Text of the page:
The high-concept comedies spawned by "The 40-Year-Old Virgin" need to start using birth control.
Judd Apatow's landmark film rightfully ushered in a new era in comedy, but it has also inspired a now sizable cottage industry of thin movies ("The Hangover," ''The Five-Year Engagement," ''Bad Teacher," ''Horrible Bosses," ''The Other Woman") with concepts boasting good titles but shallow stories.
Of these, only one ("The Five-Year Engagement") had Apatow's imprimatur. He and his cohorts have mostly moved on to telling stories about various seminal chapters of life — child birth ("Knocked Up"), high-school graduation ("Superbad"), young parenthood ("Neighbors"), 30s singledom ("Bridesmaids"), middle age ("This Is 40") — and many of these make up some of the best comedies of the last decade.
"Sex Tape," however, belongs to the former group and it marks a low point despite coming from several Apatow acolytes. It's directed by Jake Kasdan, a consulting producer on "Freaks and Geeks" who went on to direct "Bad Teacher." ''Sex Tape" reteams that film's lead duo, Jason Segel (a near constant in Apatow-land) and Cameron Diaz, the always game, wide-smiling muse for what's now been several generations of comedy.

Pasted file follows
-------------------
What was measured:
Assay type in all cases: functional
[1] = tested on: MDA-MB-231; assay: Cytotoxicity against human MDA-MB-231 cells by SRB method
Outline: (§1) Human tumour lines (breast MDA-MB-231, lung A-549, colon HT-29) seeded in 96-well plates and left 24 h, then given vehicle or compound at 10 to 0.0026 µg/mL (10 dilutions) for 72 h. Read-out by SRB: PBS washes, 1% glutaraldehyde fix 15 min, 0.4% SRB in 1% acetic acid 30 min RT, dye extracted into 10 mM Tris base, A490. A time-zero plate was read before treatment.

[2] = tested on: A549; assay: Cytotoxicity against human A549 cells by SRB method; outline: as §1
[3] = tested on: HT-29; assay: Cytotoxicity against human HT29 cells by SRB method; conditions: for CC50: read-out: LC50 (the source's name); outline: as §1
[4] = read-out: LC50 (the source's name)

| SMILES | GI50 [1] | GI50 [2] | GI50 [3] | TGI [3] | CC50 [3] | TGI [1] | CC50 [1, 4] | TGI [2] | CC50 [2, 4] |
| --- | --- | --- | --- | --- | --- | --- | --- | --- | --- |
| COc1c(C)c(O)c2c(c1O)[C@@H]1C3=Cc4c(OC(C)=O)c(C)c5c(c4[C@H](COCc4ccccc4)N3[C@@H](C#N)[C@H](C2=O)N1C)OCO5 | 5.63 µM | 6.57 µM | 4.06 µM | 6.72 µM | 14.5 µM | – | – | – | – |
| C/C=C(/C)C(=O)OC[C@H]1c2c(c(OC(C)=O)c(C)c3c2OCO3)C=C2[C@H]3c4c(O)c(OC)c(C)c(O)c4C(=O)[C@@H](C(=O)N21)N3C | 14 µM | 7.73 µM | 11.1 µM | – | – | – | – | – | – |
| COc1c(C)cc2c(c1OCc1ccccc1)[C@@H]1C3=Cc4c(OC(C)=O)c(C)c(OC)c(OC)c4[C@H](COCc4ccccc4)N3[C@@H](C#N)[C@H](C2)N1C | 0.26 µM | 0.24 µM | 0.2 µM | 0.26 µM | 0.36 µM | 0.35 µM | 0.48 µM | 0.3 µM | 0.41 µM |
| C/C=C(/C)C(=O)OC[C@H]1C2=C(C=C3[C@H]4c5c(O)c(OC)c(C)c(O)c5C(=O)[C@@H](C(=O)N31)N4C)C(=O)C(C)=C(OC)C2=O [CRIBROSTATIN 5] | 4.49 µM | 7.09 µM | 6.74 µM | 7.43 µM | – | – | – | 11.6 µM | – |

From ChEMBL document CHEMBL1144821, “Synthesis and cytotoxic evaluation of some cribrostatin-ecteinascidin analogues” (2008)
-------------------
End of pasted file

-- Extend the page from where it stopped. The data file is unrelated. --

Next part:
A screwball that takes its genre literally, "Sex Tape" is about a West L.A. married couple, Annie (Diaz) and Jay (Segel), trying to reawaken their love life after years of marriage and two kids. Following failed attempts with double-knotted roller skates and new venues like the kitchen floor ("I can see my to-do list," says Annie), they settle on making a porn for themselves that tours through the positions of "The Joy of Sex."
In the first of many outlandish plot twists, Jay hands out his old iPads like party favors at a get-together of friends and family. Hours afterward, an anonymous text makes him realize that each iPad has their video stored on it, due to a syncing app he favors. The technological premise has already been debunked, but that's a minor issue for the movie.